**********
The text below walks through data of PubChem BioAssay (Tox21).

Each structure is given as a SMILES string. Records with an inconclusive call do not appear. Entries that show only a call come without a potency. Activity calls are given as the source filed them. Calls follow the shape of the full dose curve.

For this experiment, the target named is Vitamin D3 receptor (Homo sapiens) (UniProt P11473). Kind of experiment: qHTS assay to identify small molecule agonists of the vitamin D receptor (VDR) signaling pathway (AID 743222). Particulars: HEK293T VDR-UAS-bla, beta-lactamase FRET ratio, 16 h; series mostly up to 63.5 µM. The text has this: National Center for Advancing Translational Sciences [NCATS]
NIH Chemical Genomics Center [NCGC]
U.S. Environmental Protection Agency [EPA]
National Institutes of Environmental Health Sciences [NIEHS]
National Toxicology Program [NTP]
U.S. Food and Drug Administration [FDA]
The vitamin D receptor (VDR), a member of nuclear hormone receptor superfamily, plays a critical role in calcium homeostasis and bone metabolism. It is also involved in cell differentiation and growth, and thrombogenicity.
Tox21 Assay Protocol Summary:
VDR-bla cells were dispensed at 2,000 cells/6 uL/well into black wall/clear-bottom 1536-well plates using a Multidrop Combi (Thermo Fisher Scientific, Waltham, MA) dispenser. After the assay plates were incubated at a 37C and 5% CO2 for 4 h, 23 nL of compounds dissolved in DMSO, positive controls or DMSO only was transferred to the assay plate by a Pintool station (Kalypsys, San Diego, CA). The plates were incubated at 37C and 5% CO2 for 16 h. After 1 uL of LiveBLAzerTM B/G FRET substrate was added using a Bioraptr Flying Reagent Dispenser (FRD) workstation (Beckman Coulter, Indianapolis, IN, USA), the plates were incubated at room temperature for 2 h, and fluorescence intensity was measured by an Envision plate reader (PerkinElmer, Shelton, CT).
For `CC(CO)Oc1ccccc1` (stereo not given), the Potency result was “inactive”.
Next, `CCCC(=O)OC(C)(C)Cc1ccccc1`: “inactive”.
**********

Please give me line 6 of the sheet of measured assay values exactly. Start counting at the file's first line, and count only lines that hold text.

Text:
National Institutes of Environmental Health Sciences [NIEHS]